This is a talksprite tutorial, I will take you step by step on how I make my talksprites. I hope this helps. This goes into a lot of detail so it may be rather wordy.
If you have any questions or get stuck, just send me an ask and I’ll be glad to help.
NOTE: The program I use for artwork is Gimp Version 2.6.11
While this is not necessary to make talksprites, if you would like to use the same version as me, you can get it HERE.
(Do NOT get the newer version of Gimp, it is far different and difficult to handle.)
Step One: The sketch and size
You want to make sure your talksprite is the correct size, or it won’t look right. To do this, you’ll want to take a look at one of the official talksprites first off.
(The older ones are smaller than the new, alpha troll ones, pick your size accordingly.)
Here I have taken a random Nepeta talksprite.
Now I set the opacity low, then sketch my character over it.
Note that you should never trace a talksprite, we merely do this to make sure our character will be the correct size.
Tracing would look strange anyway, because the talksprites generally have many different face shapes, which you’ll want to do with your characters.
Step Two: The outlines
Typically, I’ll start with the hair. You’ll want to do this with your brush at 1 or 2 pixel width, to make sure you get the spikiness correct.
If you’re using gimp like I do, use the pencil tool for this.
If you’re doing white hair, just outline it with 2 pixels width.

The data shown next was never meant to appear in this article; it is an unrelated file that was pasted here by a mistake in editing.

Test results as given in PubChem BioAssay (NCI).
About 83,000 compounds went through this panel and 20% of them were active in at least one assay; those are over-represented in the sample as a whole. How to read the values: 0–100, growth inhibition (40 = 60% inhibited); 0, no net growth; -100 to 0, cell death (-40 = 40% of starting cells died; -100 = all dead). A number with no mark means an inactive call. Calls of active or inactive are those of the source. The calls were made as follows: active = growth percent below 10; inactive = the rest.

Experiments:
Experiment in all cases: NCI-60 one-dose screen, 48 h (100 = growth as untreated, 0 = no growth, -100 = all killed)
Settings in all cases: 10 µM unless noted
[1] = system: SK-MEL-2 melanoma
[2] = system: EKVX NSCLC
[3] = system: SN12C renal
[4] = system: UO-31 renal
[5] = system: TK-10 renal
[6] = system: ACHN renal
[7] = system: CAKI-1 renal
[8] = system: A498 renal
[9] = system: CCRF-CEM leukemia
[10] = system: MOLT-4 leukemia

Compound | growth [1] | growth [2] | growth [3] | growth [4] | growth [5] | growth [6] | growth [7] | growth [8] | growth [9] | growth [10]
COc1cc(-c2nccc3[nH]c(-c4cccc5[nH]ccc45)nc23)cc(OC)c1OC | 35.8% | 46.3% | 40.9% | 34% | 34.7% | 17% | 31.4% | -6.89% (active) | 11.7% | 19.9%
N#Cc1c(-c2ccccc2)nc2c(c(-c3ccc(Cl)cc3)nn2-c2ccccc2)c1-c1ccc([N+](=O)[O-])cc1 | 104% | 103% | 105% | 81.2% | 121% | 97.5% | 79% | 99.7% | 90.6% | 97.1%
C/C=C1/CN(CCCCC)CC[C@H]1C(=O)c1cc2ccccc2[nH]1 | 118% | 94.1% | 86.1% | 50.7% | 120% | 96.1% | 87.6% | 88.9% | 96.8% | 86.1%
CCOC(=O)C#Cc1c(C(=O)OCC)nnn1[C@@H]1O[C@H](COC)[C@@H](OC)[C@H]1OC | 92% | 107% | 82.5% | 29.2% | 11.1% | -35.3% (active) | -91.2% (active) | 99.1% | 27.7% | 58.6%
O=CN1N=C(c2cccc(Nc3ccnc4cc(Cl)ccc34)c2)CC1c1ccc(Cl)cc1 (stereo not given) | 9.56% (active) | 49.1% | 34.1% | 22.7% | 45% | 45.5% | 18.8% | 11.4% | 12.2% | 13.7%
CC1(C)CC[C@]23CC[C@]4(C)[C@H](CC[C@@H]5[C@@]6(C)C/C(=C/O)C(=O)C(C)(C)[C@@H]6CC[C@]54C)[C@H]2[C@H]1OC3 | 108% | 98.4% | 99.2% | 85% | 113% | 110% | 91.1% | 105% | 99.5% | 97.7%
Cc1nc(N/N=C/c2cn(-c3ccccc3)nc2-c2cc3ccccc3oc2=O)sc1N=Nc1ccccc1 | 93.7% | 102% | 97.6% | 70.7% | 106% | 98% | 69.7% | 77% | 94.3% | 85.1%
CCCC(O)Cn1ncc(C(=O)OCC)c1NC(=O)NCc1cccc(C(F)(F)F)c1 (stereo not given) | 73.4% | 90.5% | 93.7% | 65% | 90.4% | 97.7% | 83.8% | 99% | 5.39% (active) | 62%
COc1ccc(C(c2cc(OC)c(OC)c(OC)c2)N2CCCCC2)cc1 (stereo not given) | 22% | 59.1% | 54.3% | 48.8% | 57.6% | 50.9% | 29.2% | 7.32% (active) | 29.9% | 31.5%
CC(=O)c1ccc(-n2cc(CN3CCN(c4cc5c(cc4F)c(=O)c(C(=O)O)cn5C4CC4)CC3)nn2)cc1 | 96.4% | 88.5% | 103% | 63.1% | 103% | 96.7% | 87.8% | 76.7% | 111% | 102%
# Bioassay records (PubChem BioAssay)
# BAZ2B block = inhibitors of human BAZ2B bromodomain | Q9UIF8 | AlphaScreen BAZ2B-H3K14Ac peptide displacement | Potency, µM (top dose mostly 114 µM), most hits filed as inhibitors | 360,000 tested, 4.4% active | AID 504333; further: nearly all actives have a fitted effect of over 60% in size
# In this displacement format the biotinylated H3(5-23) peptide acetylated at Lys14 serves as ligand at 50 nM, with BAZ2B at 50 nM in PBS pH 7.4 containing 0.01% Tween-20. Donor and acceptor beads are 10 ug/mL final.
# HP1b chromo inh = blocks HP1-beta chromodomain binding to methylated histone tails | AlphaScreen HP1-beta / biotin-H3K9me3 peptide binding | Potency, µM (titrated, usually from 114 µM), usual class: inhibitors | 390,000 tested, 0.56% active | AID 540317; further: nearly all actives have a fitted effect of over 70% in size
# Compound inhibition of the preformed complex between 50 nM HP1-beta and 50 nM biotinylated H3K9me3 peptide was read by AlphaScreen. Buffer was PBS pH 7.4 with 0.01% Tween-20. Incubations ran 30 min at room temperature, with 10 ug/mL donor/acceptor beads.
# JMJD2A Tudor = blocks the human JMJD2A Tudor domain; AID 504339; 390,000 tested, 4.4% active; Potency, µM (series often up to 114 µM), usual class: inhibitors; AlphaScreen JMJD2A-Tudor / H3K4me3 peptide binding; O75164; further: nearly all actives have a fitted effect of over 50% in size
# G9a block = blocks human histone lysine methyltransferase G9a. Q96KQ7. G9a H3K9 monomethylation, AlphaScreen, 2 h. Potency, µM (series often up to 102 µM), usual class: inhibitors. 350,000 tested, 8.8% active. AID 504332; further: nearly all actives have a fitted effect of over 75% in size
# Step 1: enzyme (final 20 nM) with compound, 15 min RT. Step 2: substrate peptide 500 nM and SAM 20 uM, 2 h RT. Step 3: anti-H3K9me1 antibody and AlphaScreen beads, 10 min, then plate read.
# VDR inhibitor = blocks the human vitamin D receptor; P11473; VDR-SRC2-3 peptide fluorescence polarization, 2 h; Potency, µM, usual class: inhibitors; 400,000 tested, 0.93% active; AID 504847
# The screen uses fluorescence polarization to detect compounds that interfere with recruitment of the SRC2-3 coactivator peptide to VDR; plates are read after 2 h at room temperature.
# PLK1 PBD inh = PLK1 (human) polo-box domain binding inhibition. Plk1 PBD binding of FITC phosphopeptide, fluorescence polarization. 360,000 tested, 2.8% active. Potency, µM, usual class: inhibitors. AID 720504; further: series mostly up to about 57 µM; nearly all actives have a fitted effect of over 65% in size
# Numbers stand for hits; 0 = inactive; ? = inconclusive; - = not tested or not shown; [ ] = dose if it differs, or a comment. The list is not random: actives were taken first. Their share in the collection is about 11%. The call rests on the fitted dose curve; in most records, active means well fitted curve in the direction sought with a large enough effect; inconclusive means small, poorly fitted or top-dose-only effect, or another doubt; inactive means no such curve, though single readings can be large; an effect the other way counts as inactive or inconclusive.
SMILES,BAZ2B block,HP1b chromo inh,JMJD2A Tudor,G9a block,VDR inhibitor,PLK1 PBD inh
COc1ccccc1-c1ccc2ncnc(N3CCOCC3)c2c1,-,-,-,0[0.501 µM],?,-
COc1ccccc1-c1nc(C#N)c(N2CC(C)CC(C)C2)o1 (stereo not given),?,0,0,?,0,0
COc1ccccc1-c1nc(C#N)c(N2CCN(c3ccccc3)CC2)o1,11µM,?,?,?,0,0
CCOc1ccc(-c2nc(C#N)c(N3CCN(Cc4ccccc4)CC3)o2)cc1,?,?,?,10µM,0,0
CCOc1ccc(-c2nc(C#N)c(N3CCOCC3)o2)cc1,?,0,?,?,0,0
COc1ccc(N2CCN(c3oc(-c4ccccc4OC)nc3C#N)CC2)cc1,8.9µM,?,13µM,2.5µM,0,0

Now you’ll want to outline the very outer edge of everything, this outline will be thicker than the rest.
I typically use 5 pixel width for this, on both the smaller and bigger talksprite sizes.
Next you’ll want to do the inside.
Anything that would be black on your character will almost always be solid black in your talksprite.
For the rest of the inside outlines, you’ll want to make them 2 px in widge. (3 pixels width on bigger talksprites.)
Typically, the skin is outlined in black, while the rest are colored outlines. (this doesn’t apply for every official sprite.)
Step Three: Coloring
Now fill in your colors!
Remember to color pick and use the official colors for for the skin, eyes, and horns, otherwise your character will look strange.
Now you’re ready to shade! Remember to keep shading rather simple, and not to make your shading color too dark.
I don’t make my shade color any darker than about 6 to 12 shades darker than the original color.
Note that horns do not get shaded, and there are no highlights!
If you highlight your talksprite (like above), it will look strange. You’ll only want to do this if something on your character is made of metal (or if your character’s eyes are human/filled in with the color of their blood.)
Step Four: Animation
Getting a basic talking animation isn’t too hard. It only requires two frames sans blinking if you add it.
In gimp, each layer = 1 frame. It plays the layers from bottom to top.
200 ms per frame is average for talking animation. In gimp, you can either add (200ms) to the layer name or when you save it as a gif, gimp will ask you how long to play each frame.
Now, when I add blinking, the blink frames only go 100 ms per frame. I allow 6 frames of talking before adding the blinks.
You’ll need a regular frame and a blinking frame together, both set to 100 ms.
Doing this will make both frames together equal 200 ms and thus keep the animation’s timing correct.
I usually make my characters blink twice, making them blink during both the closed mouth frame and the opened mouth frame.
After that you’re all finished with your basic talksprite!
Always feel free to animate different expressions and just have fun with your talksprite.